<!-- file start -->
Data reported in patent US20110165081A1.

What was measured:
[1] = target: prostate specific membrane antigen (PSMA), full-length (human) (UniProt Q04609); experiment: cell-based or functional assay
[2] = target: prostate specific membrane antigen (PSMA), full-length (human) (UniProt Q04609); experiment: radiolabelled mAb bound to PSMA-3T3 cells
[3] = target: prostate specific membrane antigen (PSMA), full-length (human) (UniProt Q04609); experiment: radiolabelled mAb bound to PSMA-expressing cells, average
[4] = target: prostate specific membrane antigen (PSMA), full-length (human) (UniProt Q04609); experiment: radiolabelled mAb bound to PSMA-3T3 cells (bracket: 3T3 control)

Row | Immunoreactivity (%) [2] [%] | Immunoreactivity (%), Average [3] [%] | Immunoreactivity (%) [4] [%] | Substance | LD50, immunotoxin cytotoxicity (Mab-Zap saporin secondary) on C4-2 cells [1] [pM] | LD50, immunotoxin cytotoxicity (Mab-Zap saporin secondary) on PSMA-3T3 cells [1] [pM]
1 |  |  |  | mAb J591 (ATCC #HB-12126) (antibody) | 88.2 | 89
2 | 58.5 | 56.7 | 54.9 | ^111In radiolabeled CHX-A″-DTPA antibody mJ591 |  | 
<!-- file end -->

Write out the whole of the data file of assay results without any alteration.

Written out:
Data reported in patent US20110165081A1.

What was measured:
[1] = target: prostate specific membrane antigen (PSMA), full-length (human) (UniProt Q04609); experiment: cell-based or functional assay
[2] = target: prostate specific membrane antigen (PSMA), full-length (human) (UniProt Q04609); experiment: radiolabelled mAb bound to PSMA-3T3 cells
[3] = target: prostate specific membrane antigen (PSMA), full-length (human) (UniProt Q04609); experiment: radiolabelled mAb bound to PSMA-expressing cells, average
[4] = target: prostate specific membrane antigen (PSMA), full-length (human) (UniProt Q04609); experiment: radiolabelled mAb bound to PSMA-3T3 cells (bracket: 3T3 control)

Row | Immunoreactivity (%) [2] [%] | Immunoreactivity (%), Average [3] [%] | Immunoreactivity (%) [4] [%] | Substance | LD50, immunotoxin cytotoxicity (Mab-Zap saporin secondary) on C4-2 cells [1] [pM] | LD50, immunotoxin cytotoxicity (Mab-Zap saporin secondary) on PSMA-3T3 cells [1] [pM]
1 |  |  |  | mAb J591 (ATCC #HB-12126) (antibody) | 88.2 | 89
2 | 58.5 | 56.7 | 54.9 | ^111In radiolabeled CHX-A″-DTPA antibody mJ591 |  | 